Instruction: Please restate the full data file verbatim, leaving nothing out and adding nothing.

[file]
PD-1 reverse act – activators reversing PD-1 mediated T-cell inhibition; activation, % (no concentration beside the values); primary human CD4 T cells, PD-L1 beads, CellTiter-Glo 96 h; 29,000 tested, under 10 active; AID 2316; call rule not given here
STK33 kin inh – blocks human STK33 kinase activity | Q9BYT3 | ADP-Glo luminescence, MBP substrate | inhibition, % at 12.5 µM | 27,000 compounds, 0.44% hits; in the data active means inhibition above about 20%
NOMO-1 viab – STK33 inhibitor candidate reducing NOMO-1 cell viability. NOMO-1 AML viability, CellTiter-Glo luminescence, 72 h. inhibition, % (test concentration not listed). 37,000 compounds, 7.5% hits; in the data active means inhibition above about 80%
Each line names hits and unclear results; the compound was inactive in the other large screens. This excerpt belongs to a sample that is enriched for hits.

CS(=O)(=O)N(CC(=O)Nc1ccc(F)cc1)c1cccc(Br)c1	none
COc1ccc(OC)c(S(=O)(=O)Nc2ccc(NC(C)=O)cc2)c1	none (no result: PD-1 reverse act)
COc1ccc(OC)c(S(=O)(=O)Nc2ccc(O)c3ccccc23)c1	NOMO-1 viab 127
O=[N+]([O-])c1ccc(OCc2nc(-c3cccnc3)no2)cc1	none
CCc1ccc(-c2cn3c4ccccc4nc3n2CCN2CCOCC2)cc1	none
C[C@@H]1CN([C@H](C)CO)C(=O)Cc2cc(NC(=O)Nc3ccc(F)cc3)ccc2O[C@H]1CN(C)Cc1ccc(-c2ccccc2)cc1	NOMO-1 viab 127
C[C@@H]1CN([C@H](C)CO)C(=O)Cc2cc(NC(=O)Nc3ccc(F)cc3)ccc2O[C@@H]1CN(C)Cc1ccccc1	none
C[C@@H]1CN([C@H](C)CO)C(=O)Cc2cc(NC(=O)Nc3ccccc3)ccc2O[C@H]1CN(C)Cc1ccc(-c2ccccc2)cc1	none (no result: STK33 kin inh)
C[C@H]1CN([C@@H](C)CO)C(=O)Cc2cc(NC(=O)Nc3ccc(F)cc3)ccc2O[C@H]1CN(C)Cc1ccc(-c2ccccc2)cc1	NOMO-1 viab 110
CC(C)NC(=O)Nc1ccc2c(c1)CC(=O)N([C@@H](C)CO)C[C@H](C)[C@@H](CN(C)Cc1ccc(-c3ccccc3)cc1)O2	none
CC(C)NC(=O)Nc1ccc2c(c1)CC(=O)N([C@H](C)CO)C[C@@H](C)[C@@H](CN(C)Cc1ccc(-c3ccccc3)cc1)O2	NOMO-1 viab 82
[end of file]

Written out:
PD-1 reverse act – activators reversing PD-1 mediated T-cell inhibition; activation, % (no concentration beside the values); primary human CD4 T cells, PD-L1 beads, CellTiter-Glo 96 h; 29,000 tested, under 10 active; AID 2316; call rule not given here
STK33 kin inh – blocks human STK33 kinase activity | Q9BYT3 | ADP-Glo luminescence, MBP substrate | inhibition, % at 12.5 µM | 27,000 compounds, 0.44% hits; in the data active means inhibition above about 20%
NOMO-1 viab – STK33 inhibitor candidate reducing NOMO-1 cell viability. NOMO-1 AML viability, CellTiter-Glo luminescence, 72 h. inhibition, % (test concentration not listed). 37,000 compounds, 7.5% hits; in the data active means inhibition above about 80%
Each line names hits and unclear results; the compound was inactive in the other large screens. This excerpt belongs to a sample that is enriched for hits.

CS(=O)(=O)N(CC(=O)Nc1ccc(F)cc1)c1cccc(Br)c1	none
COc1ccc(OC)c(S(=O)(=O)Nc2ccc(NC(C)=O)cc2)c1	none (no result: PD-1 reverse act)
COc1ccc(OC)c(S(=O)(=O)Nc2ccc(O)c3ccccc23)c1	NOMO-1 viab 127
O=[N+]([O-])c1ccc(OCc2nc(-c3cccnc3)no2)cc1	none
CCc1ccc(-c2cn3c4ccccc4nc3n2CCN2CCOCC2)cc1	none
C[C@@H]1CN([C@H](C)CO)C(=O)Cc2cc(NC(=O)Nc3ccc(F)cc3)ccc2O[C@H]1CN(C)Cc1ccc(-c2ccccc2)cc1	NOMO-1 viab 127
C[C@@H]1CN([C@H](C)CO)C(=O)Cc2cc(NC(=O)Nc3ccc(F)cc3)ccc2O[C@@H]1CN(C)Cc1ccccc1	none
C[C@@H]1CN([C@H](C)CO)C(=O)Cc2cc(NC(=O)Nc3ccccc3)ccc2O[C@H]1CN(C)Cc1ccc(-c2ccccc2)cc1	none (no result: STK33 kin inh)
C[C@H]1CN([C@@H](C)CO)C(=O)Cc2cc(NC(=O)Nc3ccc(F)cc3)ccc2O[C@H]1CN(C)Cc1ccc(-c2ccccc2)cc1	NOMO-1 viab 110
CC(C)NC(=O)Nc1ccc2c(c1)CC(=O)N([C@@H](C)CO)C[C@H](C)[C@@H](CN(C)Cc1ccc(-c3ccccc3)cc1)O2	none
CC(C)NC(=O)Nc1ccc2c(c1)CC(=O)N([C@H](C)CO)C[C@@H](C)[C@@H](CN(C)Cc1ccc(-c3ccccc3)cc1)O2	NOMO-1 viab 82